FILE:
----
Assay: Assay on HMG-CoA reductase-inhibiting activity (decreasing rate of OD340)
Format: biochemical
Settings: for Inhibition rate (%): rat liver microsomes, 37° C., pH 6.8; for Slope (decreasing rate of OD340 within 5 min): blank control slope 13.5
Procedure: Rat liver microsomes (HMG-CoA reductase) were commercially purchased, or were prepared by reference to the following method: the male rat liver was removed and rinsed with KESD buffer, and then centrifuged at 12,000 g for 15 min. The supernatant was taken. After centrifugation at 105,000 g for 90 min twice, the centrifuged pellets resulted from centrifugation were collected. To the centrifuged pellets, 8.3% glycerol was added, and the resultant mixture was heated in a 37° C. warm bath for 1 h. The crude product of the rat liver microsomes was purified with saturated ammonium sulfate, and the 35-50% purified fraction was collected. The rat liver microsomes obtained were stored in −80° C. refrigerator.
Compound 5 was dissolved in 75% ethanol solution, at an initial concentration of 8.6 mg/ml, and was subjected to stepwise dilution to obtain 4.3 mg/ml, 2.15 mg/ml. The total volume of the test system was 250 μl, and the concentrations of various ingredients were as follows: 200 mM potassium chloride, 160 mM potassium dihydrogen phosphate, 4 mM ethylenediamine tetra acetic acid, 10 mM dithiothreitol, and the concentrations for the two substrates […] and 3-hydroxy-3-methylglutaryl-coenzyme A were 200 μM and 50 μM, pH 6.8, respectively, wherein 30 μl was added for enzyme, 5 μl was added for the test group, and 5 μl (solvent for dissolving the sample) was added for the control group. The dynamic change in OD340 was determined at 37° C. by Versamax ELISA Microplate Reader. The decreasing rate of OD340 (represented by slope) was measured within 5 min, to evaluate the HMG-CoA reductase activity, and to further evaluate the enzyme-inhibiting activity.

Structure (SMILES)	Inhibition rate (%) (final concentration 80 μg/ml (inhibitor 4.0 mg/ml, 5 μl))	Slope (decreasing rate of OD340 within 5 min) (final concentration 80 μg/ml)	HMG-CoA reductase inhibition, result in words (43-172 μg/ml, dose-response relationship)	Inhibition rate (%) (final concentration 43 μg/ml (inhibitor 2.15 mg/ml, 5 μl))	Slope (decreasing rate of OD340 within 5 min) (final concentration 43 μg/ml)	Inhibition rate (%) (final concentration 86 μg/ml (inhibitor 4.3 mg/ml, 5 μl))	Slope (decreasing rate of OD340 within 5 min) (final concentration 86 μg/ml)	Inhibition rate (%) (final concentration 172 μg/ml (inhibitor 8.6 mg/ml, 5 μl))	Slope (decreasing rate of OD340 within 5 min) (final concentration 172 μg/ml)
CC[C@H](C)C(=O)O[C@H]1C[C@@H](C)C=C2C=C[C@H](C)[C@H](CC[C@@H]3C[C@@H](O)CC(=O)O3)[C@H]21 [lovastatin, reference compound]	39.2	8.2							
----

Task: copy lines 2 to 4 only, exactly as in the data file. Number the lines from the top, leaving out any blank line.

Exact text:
Format: biochemical
Settings: for Inhibition rate (%): rat liver microsomes, 37° C., pH 6.8; for Slope (decreasing rate of OD340 within 5 min): blank control slope 13.5
Procedure: Rat liver microsomes (HMG-CoA reductase) were commercially purchased, or were prepared by reference to the following method: the male rat liver was removed and rinsed with KESD buffer, and then centrifuged at 12,000 g for 15 min. The supernatant was taken. After centrifugation at 105,000 g for 90 min twice, the centrifuged pellets resulted from centrifugation were collected. To the centrifuged pellets, 8.3% glycerol was added, and the resultant mixture was heated in a 37° C. warm bath for 1 h. The crude product of the rat liver microsomes was purified with saturated ammonium sulfate, and the 35-50% purified fraction was collected. The rat liver microsomes obtained were stored in −80° C. refrigerator.